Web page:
WE’RE HEARING...changing rules will likely stifle innovation in mortgage technology development in the near term.
But that doesn’t mean software engineers aren’t busy. Instead, the changing regulatory environment continues to be a necessary catalyst for technology change, according to Monica Orluk, senior product manager at Fiserv Lending Solutions.
Orluk said the regulatory emphasis on data integrity has made it increasingly important that loan origination systems communicate seamlessly with loan servicing platforms, because lenders need to ensure data accuracy from the time the loan is originated through its eventual payoff or resolution.
“That consistency is becoming more and more critical as regulators increase their audits,” she told me.
Any change in regulations or reporting requirements has an impact on the technology used to support lending and servicing of loans, she said.
“We have to focus very strongly on the regulatory changes that are coming up and determine if this particular one would will have an impact on our technology,” she said. “It’s something that we really have been challenged with for a few years now.”
The Consumer Financial Protection Bureau has recently unveiled new rules that govern both origination and servicing activity. CFPB director Richard Cordray says the new servicing rule will help make sure that borrowers in trouble have access to help from their mortgage servicer.
But it’s not just the CFPB and banking agencies that lenders have to worry about. They are also operating under heightened scrutiny of loan quality from agencies such as Fannie Mae, Freddie Mac, Ginnie Mae and private entities that purchase home loans.
“While they are all pretty similar, each agency does things a little bit differently, so the technology has to be able to adapt to that,” Orluk said.
For mortgage servicers, the quest for technology that streamlines and automates default management remains paramount. With the unemployment rate remaining stubbornly high, foreclosure workloads remain elevated. And no aspect of mortgage servicing has come under more scrutiny than the loss mitigation side of the business.
“Regulatory changes are mandating how lenders can facilitate loss mitigation efforts,” Orluk said.
Lenders are being pressured to provide more loan modification opportunities and limit the “dual tracking” of foreclosure and loan modification activities. In this heavily regulated environment, Orluk said it makes sense to have routine servicing functions and loss mitigation programs hosted on one platform.
“Data doesn’t have to go back and forth from servicing to default. It’s all together.”
Despite the criticism servicers have come under from regulators, attorneys and the media over foreclosure practices, Orluk said lenders are doing everything they can with the resources they have to counsel their customers about loss mitigation options.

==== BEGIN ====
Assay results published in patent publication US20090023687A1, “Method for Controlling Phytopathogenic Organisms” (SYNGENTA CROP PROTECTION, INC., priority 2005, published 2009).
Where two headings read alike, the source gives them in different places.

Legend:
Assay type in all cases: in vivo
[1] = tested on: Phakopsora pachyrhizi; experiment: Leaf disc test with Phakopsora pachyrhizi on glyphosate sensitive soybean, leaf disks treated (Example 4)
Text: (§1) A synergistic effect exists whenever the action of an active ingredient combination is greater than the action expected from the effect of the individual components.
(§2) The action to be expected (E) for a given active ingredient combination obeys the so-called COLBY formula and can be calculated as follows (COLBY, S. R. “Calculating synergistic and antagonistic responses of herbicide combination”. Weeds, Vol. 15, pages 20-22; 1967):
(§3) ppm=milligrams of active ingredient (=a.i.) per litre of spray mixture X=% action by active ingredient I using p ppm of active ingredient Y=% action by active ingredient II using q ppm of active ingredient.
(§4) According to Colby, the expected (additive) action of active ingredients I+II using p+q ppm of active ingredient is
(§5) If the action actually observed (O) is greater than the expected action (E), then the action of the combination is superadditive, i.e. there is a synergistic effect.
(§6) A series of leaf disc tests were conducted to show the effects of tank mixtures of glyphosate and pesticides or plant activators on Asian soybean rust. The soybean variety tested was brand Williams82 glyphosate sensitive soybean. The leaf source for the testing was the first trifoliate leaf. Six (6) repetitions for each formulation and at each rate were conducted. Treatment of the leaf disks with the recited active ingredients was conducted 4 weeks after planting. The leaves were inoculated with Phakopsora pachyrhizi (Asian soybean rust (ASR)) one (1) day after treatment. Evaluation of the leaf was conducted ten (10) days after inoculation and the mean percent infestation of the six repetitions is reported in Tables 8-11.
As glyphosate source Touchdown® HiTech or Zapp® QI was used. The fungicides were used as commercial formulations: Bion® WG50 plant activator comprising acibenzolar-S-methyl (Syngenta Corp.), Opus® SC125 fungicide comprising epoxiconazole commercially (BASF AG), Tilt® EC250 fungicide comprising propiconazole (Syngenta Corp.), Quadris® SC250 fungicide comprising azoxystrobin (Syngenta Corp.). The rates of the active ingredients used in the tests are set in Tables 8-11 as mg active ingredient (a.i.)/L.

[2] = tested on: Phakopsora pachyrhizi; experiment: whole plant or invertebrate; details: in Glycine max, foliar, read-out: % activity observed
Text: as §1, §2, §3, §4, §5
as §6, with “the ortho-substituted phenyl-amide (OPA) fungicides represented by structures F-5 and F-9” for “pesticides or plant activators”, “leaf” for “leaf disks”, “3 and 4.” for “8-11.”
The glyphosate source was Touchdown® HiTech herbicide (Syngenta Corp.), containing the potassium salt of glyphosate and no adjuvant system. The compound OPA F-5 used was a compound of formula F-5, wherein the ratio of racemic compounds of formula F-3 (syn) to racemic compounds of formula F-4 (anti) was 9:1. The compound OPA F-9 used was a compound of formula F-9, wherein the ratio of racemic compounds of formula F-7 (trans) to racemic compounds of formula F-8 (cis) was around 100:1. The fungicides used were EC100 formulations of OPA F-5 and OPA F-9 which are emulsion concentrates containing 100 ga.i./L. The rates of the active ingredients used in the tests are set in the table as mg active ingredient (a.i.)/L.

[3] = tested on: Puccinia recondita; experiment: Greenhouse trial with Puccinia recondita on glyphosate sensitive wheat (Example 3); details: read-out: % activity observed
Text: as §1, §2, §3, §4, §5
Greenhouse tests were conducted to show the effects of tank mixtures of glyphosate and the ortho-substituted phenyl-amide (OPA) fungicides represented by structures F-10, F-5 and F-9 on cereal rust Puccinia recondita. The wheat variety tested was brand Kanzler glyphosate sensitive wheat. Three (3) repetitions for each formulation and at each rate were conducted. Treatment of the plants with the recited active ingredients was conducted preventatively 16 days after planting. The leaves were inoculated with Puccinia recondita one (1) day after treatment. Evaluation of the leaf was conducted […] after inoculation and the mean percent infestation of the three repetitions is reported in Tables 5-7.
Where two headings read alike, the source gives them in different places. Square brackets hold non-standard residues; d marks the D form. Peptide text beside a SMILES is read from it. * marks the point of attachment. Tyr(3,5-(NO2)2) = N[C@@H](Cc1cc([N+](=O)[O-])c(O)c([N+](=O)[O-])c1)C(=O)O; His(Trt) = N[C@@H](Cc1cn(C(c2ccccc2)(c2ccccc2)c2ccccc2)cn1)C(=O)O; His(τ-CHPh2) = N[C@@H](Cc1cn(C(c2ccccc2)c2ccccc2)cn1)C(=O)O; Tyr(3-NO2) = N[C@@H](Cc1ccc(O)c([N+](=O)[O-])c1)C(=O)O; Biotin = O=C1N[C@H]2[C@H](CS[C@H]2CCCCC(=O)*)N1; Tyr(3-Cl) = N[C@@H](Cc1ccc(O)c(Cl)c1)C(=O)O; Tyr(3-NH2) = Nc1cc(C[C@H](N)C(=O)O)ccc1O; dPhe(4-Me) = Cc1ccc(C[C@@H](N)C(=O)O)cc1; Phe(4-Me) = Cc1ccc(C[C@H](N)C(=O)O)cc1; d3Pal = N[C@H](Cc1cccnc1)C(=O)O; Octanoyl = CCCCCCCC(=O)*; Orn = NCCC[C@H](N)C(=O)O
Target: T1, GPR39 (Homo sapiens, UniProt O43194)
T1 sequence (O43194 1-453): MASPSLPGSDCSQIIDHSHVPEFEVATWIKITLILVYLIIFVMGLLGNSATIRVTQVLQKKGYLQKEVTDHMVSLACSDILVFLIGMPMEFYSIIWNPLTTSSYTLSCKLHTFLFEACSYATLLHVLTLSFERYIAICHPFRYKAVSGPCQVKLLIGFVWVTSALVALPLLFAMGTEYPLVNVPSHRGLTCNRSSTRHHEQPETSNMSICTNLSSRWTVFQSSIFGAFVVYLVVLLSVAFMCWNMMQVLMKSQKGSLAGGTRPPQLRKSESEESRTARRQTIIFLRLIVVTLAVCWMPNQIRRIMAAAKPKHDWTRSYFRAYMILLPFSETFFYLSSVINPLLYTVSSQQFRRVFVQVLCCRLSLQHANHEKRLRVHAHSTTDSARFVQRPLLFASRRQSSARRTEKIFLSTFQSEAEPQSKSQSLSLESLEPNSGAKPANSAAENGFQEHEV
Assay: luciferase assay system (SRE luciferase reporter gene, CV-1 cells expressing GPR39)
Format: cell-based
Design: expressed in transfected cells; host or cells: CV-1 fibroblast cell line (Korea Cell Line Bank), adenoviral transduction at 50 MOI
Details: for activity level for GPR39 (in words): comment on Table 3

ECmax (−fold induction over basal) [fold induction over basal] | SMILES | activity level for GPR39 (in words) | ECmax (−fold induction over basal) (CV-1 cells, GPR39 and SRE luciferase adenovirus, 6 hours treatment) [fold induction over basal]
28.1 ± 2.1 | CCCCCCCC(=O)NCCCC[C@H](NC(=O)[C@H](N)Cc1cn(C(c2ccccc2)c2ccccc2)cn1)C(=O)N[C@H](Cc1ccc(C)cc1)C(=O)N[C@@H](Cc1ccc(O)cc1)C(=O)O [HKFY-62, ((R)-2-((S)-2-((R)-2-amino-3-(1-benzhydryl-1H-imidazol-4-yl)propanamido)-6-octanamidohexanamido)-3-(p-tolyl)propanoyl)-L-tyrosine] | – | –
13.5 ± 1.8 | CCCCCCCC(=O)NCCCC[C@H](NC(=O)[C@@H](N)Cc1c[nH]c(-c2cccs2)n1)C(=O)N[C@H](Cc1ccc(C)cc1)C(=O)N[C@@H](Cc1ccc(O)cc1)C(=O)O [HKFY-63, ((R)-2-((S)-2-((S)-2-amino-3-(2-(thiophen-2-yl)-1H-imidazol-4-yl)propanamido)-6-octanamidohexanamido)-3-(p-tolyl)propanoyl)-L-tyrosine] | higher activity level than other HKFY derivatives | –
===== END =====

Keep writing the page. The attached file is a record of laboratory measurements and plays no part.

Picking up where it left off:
But she said the legislative and regulatory pressure governing loan modification efforts may actually be backfiring by making it more cumbersome to complete loan mods.
Despite all the regulatory headwinds, she said lenders are under pressure to make more borrower services available online in a self-service environment. On the deposit side of the banking industry, mobile payments, remote deposits, online banking and bill paying are boosting the expectation among borrowers that they should have self-service options as well. They want to be able to request pay-off information, start a refi, request a loan mod or perform other functions without actually having to get on the phone and call their lender.
And the growing number of borrower facing websites can ease the burden on servicing staff, Orluk noted. Borrowers expect to be able to retrieve information and perform routine functions at 2 a.m. in their pajamas, she said.
“People expect to be able to go online and take care of anything they need to take care of. It’s nice to see we are moving into the new millennium on the lending side,” she said. “The ROI is there in the terms of savings and customer retention.”
Moreover, she said Fiserv has found that borrowers respond better to loan workout offers if they can facilitate some of the activity through a website without calling the bank to talk about their personal financial hardship.
All this is happening as lenders find themselves facing an increase in demand for home purchase lending, she said. A number of lenders saw record volumes last year, and some are not prepared to see an uptick in home purchase activity yet.
“Because the economy has been slow to recover, I don’t think everyone was prepared for it.”
Ted Cornwell has covered the mortgage markets since 1990. He is a former editor of both Mortgage Servicing News and Mortgage Technology.